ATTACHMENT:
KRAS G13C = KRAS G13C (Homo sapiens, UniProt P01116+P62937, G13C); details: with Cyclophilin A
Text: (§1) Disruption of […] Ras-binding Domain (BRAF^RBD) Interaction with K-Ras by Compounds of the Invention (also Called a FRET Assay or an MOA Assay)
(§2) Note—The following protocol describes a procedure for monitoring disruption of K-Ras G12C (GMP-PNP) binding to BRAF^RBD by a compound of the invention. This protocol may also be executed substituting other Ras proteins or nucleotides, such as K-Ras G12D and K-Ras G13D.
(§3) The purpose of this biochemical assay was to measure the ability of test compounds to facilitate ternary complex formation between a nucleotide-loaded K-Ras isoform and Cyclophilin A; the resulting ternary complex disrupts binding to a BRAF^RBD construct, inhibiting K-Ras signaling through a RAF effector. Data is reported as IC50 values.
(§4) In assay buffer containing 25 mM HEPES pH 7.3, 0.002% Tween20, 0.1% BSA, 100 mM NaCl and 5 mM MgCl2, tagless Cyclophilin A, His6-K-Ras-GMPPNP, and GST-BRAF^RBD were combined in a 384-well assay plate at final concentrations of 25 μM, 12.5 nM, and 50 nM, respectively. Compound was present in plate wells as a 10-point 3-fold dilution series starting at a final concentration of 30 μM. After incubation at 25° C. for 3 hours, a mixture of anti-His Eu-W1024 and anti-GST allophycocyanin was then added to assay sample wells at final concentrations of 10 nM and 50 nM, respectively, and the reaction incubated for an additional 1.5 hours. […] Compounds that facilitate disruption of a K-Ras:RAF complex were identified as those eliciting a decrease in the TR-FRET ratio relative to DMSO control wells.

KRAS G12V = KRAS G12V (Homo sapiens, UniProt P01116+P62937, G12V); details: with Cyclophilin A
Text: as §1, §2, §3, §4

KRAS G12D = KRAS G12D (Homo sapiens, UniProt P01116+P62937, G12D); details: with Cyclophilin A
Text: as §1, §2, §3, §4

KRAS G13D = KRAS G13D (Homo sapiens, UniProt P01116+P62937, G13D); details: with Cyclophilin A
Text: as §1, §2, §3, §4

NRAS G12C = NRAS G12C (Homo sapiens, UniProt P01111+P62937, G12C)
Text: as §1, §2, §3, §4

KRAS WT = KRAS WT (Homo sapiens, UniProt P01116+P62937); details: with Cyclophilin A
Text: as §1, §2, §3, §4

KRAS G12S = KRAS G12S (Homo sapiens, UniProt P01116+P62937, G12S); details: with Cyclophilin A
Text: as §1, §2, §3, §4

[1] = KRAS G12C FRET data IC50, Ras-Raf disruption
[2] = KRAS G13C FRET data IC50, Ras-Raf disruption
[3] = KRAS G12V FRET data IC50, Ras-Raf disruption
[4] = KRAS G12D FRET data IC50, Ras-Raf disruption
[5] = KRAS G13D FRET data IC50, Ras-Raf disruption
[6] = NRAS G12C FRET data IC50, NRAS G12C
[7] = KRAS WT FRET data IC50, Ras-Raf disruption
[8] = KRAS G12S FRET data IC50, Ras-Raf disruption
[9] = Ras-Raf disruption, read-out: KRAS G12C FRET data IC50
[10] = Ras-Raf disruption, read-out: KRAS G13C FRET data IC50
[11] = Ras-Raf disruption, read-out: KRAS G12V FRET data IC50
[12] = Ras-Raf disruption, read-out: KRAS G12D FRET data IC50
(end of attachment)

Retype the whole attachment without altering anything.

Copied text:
KRAS G13C = KRAS G13C (Homo sapiens, UniProt P01116+P62937, G13C); details: with Cyclophilin A
Text: (§1) Disruption of […] Ras-binding Domain (BRAF^RBD) Interaction with K-Ras by Compounds of the Invention (also Called a FRET Assay or an MOA Assay)
(§2) Note—The following protocol describes a procedure for monitoring disruption of K-Ras G12C (GMP-PNP) binding to BRAF^RBD by a compound of the invention. This protocol may also be executed substituting other Ras proteins or nucleotides, such as K-Ras G12D and K-Ras G13D.
(§3) The purpose of this biochemical assay was to measure the ability of test compounds to facilitate ternary complex formation between a nucleotide-loaded K-Ras isoform and Cyclophilin A; the resulting ternary complex disrupts binding to a BRAF^RBD construct, inhibiting K-Ras signaling through a RAF effector. Data is reported as IC50 values.
(§4) In assay buffer containing 25 mM HEPES pH 7.3, 0.002% Tween20, 0.1% BSA, 100 mM NaCl and 5 mM MgCl2, tagless Cyclophilin A, His6-K-Ras-GMPPNP, and GST-BRAF^RBD were combined in a 384-well assay plate at final concentrations of 25 μM, 12.5 nM, and 50 nM, respectively. Compound was present in plate wells as a 10-point 3-fold dilution series starting at a final concentration of 30 μM. After incubation at 25° C. for 3 hours, a mixture of anti-His Eu-W1024 and anti-GST allophycocyanin was then added to assay sample wells at final concentrations of 10 nM and 50 nM, respectively, and the reaction incubated for an additional 1.5 hours. […] Compounds that facilitate disruption of a K-Ras:RAF complex were identified as those eliciting a decrease in the TR-FRET ratio relative to DMSO control wells.

KRAS G12V = KRAS G12V (Homo sapiens, UniProt P01116+P62937, G12V); details: with Cyclophilin A
Text: as §1, §2, §3, §4

KRAS G12D = KRAS G12D (Homo sapiens, UniProt P01116+P62937, G12D); details: with Cyclophilin A
Text: as §1, §2, §3, §4

KRAS G13D = KRAS G13D (Homo sapiens, UniProt P01116+P62937, G13D); details: with Cyclophilin A
Text: as §1, §2, §3, §4

NRAS G12C = NRAS G12C (Homo sapiens, UniProt P01111+P62937, G12C)
Text: as §1, §2, §3, §4

KRAS WT = KRAS WT (Homo sapiens, UniProt P01116+P62937); details: with Cyclophilin A
Text: as §1, §2, §3, §4

KRAS G12S = KRAS G12S (Homo sapiens, UniProt P01116+P62937, G12S); details: with Cyclophilin A
Text: as §1, §2, §3, §4

[1] = KRAS G12C FRET data IC50, Ras-Raf disruption
[2] = KRAS G13C FRET data IC50, Ras-Raf disruption
[3] = KRAS G12V FRET data IC50, Ras-Raf disruption
[4] = KRAS G12D FRET data IC50, Ras-Raf disruption
[5] = KRAS G13D FRET data IC50, Ras-Raf disruption
[6] = NRAS G12C FRET data IC50, NRAS G12C
[7] = KRAS WT FRET data IC50, Ras-Raf disruption
[8] = KRAS G12S FRET data IC50, Ras-Raf disruption
[9] = Ras-Raf disruption, read-out: KRAS G12C FRET data IC50
[10] = Ras-Raf disruption, read-out: KRAS G13C FRET data IC50
[11] = Ras-Raf disruption, read-out: KRAS G12V FRET data IC50
[12] = Ras-Raf disruption, read-out: KRAS G12D FRET data IC50